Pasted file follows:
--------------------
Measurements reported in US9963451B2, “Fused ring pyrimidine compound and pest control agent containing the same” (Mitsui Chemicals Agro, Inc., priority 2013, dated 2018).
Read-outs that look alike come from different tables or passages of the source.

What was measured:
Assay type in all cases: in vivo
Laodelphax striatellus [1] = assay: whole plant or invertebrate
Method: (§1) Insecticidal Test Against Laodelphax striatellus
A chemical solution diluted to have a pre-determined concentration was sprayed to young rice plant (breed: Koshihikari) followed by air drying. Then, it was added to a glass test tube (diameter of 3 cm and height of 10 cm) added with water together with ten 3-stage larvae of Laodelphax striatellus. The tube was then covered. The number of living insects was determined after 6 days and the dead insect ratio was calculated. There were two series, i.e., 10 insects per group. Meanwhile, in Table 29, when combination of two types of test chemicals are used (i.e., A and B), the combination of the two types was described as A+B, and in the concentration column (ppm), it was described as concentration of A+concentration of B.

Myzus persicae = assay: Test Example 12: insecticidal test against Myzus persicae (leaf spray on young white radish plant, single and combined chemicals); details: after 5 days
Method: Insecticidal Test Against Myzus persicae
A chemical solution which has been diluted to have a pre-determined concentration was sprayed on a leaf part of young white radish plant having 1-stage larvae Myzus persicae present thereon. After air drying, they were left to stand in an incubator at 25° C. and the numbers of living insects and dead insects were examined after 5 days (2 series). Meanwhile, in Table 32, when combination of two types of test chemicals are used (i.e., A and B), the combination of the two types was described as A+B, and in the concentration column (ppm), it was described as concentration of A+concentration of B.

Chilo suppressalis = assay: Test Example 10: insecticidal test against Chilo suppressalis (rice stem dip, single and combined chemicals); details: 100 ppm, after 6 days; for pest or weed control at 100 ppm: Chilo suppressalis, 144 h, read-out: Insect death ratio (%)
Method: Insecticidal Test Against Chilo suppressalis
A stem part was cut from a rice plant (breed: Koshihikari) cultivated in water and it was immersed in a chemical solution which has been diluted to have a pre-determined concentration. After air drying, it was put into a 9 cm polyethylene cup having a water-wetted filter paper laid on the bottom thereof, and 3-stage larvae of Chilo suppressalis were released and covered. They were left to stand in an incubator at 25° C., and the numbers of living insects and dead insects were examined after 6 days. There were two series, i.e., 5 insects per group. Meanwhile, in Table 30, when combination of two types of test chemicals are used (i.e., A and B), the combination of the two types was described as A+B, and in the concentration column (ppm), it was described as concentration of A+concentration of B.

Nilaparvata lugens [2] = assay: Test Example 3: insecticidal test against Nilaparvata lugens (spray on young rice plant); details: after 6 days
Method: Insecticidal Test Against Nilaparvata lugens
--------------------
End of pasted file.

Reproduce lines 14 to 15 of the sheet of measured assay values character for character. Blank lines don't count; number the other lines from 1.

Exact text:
Nilaparvata lugens [2] = assay: Test Example 3: insecticidal test against Nilaparvata lugens (spray on young rice plant); details: after 6 days
Method: Insecticidal Test Against Nilaparvata lugens